The assumption of an exact borderline between the ethnographic Polish and Ukrainian territories favored also the falsifications and misrepresentations in the over-all problem of the terror measures applied against the civilian population. Most authors ignored the fact of the Polish terror used against the Ukrainian population, while at the same time they were writing about the UPA terror, applied against the Poles until 1944, suggesting that its scale could have been compared with the tragedies in Volyn and Galicia in the earlier years (during the German occupation, -ed.). Whenever, however, any examples were quoted related to the said operation in the vast majority of them, a few or up to twenty people were killed in a given situation. The most publicized "crime" of the UPA soldiers at that time, the so-called massacre in Bilhorod which took 42 lives from a beforehand prepared list, took place still at the time of the moving front lines, when the area was still a "no man's land". Other much publicized massacres in Bieszczady, in the villages of Podkalishche, Seredne and others, took place during the German occupation. From among the authors in Poland who referred to the Polish terrorism against the Ukrainian population only A. Szczesniak and W. Szota mentioned in their monograph "Droga do Nikad" (The Way to Nowhere) the attacks on Piskorovytsi, Pavlokoma and Verkhovyna, as well as, W. Nowacki in his essay "Organization and activity of the Interior Military in August 1944 - May 1945" in the work "About the Struggles against the Armed Underground 1944-1947". The latter simply elaborated on the cruelties of the Polish military (and not only of the Interior Military WW) by the application of collective responsibility. He also related that during the said period of the military activities the punitive operations were directed against the village population and not against the Ukrainian insurgents. Furthermore, he also related about the Soviet NKVD military units in the campaign against the Ukrainian underground in Poland. Nowacki pointed out that in the said time period in the Riashiv (Rzeszow) district: "There were about 1000 people, UPA insurgents and civilian villagers, killed in the battles and retreats. The number is rather high and it reflected the forms of the carried-out operations. Polish losses amounted to 18 killed". The numbers as quoted seem to be understated. It must be underscored here that the number of killed Ukrainians referred only to those killed by the government units.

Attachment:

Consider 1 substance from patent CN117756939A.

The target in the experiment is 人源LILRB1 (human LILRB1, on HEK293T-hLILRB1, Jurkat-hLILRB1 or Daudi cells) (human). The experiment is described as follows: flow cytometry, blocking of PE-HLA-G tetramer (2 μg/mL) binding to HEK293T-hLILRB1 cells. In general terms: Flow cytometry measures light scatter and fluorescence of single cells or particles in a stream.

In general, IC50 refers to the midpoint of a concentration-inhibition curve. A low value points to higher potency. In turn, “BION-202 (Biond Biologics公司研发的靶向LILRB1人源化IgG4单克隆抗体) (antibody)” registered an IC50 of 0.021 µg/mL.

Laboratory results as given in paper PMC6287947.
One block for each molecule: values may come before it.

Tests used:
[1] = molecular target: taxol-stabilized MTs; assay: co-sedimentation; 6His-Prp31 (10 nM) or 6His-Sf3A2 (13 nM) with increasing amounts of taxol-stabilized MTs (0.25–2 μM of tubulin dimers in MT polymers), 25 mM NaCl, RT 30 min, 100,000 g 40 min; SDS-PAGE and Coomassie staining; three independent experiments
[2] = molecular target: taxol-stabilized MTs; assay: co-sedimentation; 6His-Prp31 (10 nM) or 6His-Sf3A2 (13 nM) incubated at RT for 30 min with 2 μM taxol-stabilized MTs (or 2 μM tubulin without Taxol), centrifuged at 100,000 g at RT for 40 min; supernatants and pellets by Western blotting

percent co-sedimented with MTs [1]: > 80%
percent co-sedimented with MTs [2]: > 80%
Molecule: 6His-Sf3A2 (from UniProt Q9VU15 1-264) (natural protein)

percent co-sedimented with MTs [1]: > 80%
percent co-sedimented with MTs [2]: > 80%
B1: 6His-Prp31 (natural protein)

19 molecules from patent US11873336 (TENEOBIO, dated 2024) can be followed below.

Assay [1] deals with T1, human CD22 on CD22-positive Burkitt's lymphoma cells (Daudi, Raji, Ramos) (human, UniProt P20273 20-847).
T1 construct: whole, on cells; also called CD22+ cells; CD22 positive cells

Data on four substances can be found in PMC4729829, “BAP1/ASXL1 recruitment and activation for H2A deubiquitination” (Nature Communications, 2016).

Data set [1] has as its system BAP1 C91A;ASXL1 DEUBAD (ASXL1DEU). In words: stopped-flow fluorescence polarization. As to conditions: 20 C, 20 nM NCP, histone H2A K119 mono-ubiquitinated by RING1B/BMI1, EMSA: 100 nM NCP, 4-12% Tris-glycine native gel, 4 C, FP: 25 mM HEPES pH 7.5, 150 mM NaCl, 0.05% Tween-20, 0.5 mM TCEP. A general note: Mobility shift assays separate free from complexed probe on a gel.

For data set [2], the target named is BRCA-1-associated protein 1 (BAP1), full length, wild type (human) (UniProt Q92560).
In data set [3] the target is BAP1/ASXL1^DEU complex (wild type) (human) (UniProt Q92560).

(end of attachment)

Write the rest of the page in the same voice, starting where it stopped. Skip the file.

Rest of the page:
The anti-Ukrainian terror reached its very heights in 1945. In March of that year the Interior Military (Wojska Wewnetrzne) murdered about 540 people in Stary Lublinets; in April - 400 people in Goraj (according to Nowacki). In March the peasant self-defense in cooperation with some forest detachment murdered about 300 Ukrainians in Pawlokoma, while in Piskorovychi - a detachment of the NSZ slaughtered some 400 Ukrainians, readied for resettlement.6 Another detachment of the NSZ attacked the village of Verkhovyna in June of 1945 and murdered some 200 people, including 65 children. There were numerous cases of murdering Ukrainian Catholic and Ukrainian Orthodox priests, together usually with their families. In this way some 30 priests perished. In the neighborhood of Majdan Sieniawski it happened that a Polish military detachment or a band murdered a Roman Catholic priest, a Pole, who condemned those murders committed upon the Ukrainians. According to the UBP, from March to June 1945, the Polish underground and other detachments killed over 1500 Ukrainians.7